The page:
It's on that well know selling website where you pinpoint on a map where the property is, but in this case it isn't. I read the small print which states that 'Note: The pin shows the centre of the property's postcode, and does not pinpoint the exact address' which is their get out clause. The problem I have with this is that it's a heavily built up town, and the street they've located is around 400m walk away, although there is ample opportunity for them to pinpoint a closer street on the map.

They've chosen it because, they built this development in two phases. Turns out phase one was within catchment. We are in phase two. Phase two is further away, and the centre of phase two is definitely not where they are suggesting. It's not even halfway between the two developments, its sitting there bang in the middle of the first part of the build which they started years ago.

LadySybilLikesSloeGin Tue 10-Feb-15 23:49:06

Depending on when you cleared your internet history, you may be able to find it on your computer. Look at 'History' at the top. Scroll down and it will give you a list of dates and a list of web sites you looked at on those dates.

I do think you need to see a contract solicitor. It sounds as though reasonable reliance is at play here as you believed them when they said it was in the catchment. There's a lot of knowledgeable people on the Education boards who know about school appeals.

Loopylala7 Tue 10-Feb-15 23:53:48

LadySybilLikesSloeGin, when you say 'There's a lot of knowledgeable people on the Education boards who know about school appeals.' what do you mean? do you think I could have been mislead deliberately by the education department?

Loopylala7 Tue 10-Feb-15 23:56:38

I did start to compose a file of screen grabs with estate agent marketing information with dates on to justify my case, but ran out of steam a bit as it was very upsetting and I had a newborn to look after.

LadySybilLikesSloeGin Tue 10-Feb-15 23:56:59

I don't think they mislead you, it is possible that there was a mistake with the catchment areas though so they should be able to help you with this. There's set grounds for appealing a school place, I don't know enough about these to be able to say for certain that a catchment area falls into this.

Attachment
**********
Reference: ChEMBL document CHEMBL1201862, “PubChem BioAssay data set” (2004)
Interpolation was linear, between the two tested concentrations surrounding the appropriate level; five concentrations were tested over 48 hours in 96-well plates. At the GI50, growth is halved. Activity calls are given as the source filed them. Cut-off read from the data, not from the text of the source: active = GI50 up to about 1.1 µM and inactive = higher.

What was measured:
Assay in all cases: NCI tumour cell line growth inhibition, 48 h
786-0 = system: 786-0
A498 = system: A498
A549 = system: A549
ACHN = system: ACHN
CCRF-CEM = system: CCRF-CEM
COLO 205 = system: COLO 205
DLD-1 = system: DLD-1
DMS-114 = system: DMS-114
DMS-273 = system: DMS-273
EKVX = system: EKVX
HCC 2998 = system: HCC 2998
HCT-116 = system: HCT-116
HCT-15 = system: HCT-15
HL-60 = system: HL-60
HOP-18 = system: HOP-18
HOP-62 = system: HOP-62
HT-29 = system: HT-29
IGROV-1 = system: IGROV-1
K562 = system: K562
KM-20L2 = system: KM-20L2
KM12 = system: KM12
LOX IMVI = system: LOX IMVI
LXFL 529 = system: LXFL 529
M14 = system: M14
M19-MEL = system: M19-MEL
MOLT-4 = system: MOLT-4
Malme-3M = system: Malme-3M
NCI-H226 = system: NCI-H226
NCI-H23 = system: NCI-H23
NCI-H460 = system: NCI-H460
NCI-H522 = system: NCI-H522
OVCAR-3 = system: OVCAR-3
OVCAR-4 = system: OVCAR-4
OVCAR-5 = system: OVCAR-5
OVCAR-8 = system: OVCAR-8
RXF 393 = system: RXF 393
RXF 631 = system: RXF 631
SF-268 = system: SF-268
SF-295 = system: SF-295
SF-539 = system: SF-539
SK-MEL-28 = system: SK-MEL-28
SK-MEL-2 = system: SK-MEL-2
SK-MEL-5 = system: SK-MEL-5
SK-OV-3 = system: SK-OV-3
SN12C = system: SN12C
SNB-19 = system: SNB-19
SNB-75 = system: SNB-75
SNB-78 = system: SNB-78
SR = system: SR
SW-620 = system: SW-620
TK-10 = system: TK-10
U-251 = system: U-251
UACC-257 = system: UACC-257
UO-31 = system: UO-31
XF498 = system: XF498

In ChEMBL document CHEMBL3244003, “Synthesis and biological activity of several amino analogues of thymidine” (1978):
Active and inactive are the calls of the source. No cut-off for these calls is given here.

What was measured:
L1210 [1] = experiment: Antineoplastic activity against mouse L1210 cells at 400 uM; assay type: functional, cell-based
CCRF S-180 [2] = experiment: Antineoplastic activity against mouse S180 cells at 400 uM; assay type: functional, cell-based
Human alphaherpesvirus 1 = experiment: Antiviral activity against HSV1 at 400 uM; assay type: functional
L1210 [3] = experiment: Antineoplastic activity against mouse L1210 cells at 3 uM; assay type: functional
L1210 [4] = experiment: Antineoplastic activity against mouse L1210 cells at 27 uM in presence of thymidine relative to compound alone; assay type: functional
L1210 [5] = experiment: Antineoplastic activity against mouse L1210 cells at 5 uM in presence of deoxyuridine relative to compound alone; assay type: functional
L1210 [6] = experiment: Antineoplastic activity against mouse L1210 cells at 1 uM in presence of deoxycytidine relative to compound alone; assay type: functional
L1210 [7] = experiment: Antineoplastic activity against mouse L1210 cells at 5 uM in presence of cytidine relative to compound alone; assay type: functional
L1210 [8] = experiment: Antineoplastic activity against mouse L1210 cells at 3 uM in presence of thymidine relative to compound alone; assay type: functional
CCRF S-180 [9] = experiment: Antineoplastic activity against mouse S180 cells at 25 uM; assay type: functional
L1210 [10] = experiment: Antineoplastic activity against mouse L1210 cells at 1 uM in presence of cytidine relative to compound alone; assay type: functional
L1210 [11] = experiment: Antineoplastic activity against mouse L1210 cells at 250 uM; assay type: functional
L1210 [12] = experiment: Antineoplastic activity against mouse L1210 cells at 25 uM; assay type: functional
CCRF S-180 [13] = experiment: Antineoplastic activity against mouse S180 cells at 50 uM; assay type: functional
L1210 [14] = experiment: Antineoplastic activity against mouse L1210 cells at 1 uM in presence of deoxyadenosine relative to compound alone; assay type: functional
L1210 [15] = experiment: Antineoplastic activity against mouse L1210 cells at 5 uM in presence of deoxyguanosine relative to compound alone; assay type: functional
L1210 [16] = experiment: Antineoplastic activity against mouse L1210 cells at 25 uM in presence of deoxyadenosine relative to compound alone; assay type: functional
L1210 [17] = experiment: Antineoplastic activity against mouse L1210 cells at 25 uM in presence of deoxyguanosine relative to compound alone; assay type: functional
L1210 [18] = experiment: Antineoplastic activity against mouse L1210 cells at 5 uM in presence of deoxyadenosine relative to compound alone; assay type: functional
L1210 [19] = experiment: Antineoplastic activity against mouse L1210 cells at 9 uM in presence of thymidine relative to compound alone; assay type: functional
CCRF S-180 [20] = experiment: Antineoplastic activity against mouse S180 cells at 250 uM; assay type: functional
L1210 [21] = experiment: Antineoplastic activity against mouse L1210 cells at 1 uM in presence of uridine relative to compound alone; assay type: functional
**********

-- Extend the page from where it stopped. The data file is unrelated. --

LadySybilLikesSloeGin Tue 10-Feb-15 23:58:58

Keep the screen grabs!! Have you tried contacting your household insurance company? I have legal cover under my policy and they will fund a solicitor for certain things. It's vital that you get your house valued though, reasonable reliance is mainly motivated by economic loss rather than not getting into a certain school.

I have to get off to bed, sorry.

JillyR2015 Tue 17-Feb-15 09:01:20

They mean you still might get into the school if outside the catchment if you appeal any rejection of a school place and explain you bought the place based on what you were told about the catchment. I would not guarantee though that would succeed.

On the other issue although it will not get you anything but satisfaction of hurting the developers the Consumer Protection from Unfair Trading Regulations 2008 make it a criminal offence to make misleading advertising claims. Local trading standards will enforce those regulations so they are the people to contact IF it was not just an honest mistake. However if the developer now knows it is outside the school catchment then they should not be suggesting otherwise. I suspect over the years we have found it easier just to pay school fees from age 5 and both work full time though than buy a house to be in a catchment

If your house is now worth less because it is not in the catchment then you might have a misrepresentation claim. However as you say you did not have the assurance at the time in writing and I bet the contract buying the property says any pre contract statements are not part of the contract so I bet it will be hard to get any money. most written contracts exclude pre contract statements from the contract so if something important is said to you leading up to a contract always get that stated in writing within the contract terms. Eg the developer warrants that the house is currently within school catchment area X and attaches at annex 1 a statement from the local education authority saying so.